(In July 2007 construction began on Spanish architect Santiago Calatrava's Chicago Spire, an immensity that will dwarf the Sears. It will be a residential building. I assume it will have its own version of basement ball bearings that will enable the mega-skyscraper to roll with it and blow in the wind. Just the promo video on the Spire's website scares me to death. I can't imagine living in it. Or even going to a dinner party in it. Imagine the host announcing, "No worries, everyone. When the building quiets down and your wine's stopped sloshing up out of the glass, Jeeves will come around with refills.")

* Ming Tombs -- I should know by now that I do not have the fortitude to handle tourist attractions with the word "tomb" in their names. But when you've spent thousands of dollars and flown three-quarters of the way around the planet to get to a place, you sometimes tune out the voice of experience. In the name of adventure, into the tomb you plunge.

No doubt many Beijing Olympic-goers will take the day trip from the capital -- if only to escape the city's toxic smog for a few hours -- and head to the Ming Tombs, eternal resting place of 15th-century Chinese emperors. I enjoyed the clear air (Whoa! What's that? Blue sky?!) that surrounded the tombs' 40 hilly park-like acres and the 24 larger-than-life-sized animal sculptures

that line the Sacred Way leading to the crypt. When I got to the crypt itself, the fun was over.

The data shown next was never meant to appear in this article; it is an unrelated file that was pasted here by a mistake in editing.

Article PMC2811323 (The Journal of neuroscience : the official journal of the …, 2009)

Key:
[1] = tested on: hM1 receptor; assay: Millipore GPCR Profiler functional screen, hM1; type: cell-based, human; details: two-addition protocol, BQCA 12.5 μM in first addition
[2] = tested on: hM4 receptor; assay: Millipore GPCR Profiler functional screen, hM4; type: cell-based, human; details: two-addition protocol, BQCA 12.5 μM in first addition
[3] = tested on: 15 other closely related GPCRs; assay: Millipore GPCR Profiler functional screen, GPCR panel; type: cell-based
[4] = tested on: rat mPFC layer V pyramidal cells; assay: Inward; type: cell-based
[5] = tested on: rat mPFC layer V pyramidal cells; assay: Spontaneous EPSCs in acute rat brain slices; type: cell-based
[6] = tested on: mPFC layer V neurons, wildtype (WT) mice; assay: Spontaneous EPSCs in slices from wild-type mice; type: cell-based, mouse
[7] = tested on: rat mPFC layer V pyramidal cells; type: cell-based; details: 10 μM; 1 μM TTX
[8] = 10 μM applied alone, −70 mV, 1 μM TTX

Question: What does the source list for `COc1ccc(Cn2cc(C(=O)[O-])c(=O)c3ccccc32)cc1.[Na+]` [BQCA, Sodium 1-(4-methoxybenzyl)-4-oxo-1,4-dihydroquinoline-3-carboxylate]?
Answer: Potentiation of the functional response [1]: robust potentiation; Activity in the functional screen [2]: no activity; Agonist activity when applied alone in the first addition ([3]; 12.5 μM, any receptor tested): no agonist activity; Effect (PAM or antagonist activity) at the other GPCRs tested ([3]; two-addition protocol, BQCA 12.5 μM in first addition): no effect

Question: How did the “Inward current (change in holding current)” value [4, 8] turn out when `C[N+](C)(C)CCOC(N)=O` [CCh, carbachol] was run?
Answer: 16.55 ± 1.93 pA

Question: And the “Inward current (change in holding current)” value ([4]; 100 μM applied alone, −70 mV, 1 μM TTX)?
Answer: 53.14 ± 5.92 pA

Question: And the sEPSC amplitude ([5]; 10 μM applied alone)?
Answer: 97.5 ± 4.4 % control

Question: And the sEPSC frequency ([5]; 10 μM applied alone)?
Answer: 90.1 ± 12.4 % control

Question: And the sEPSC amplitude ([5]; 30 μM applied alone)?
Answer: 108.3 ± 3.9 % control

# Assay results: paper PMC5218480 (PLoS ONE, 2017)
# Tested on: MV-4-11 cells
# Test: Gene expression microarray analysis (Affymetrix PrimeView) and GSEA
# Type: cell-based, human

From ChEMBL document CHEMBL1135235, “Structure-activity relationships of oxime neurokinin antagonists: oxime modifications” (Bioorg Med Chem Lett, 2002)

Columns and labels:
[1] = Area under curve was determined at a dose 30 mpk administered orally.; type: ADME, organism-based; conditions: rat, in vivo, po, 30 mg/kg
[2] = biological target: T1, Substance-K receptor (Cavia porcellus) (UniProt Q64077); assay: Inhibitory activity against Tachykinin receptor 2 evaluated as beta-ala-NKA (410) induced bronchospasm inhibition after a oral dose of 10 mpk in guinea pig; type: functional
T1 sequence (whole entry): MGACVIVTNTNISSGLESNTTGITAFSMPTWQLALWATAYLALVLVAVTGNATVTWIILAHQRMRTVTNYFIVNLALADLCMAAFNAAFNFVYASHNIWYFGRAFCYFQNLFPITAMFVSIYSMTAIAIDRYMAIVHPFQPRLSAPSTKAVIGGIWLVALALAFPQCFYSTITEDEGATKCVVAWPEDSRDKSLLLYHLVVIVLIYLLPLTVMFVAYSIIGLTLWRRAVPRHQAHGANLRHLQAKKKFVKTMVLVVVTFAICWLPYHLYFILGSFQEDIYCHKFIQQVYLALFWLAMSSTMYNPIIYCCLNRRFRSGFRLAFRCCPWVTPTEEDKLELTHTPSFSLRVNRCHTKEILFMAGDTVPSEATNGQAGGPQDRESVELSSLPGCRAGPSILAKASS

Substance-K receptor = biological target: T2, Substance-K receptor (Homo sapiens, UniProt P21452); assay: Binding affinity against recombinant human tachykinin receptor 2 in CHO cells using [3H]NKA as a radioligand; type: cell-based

I followed my guide and a herd of tourists down a ramp into a smotheringly horrific underground space. As I stared at the lineup of royal sarcophogi, the walls started closing in. The ceiling got lower and lower. My eyes rebelled at the strange, thick, gray-dark of the chamber. A fetid stink -- death rot mixed with a noxious-smelling air freshener -- snaked through my nasal passages and attacked my lungs. I told my guide I had to leave. His task was to keep his assigned foreigners in a group and keep his eye on them, so he was disinclined to let me go. "Few minute more. Few minute more." A few minutes more would have rendered me insane, so I apologized to the guide and fled, pushing up the ramp against a new incoming stream of mostly Chinese visitors. To be ebbing when everyone else was flowing defied the cosmic order, but people saw the panic in my eyes and let me pass.

I must not be the only one to have clawed my way, sheet-white and gasping, from the clutches of the Ming Tombs. One online guide to the crypts contains this caveat: "We feel it necessary to remind visitors with heart problems to consider carefully whether they should enter the underground chambers. The atmosphere and dull lighting can be a problem."

I'd add: "If you don't have heart problems when you arrive at the Ming Tombs, there's a better than even chance you'll have some when you leave."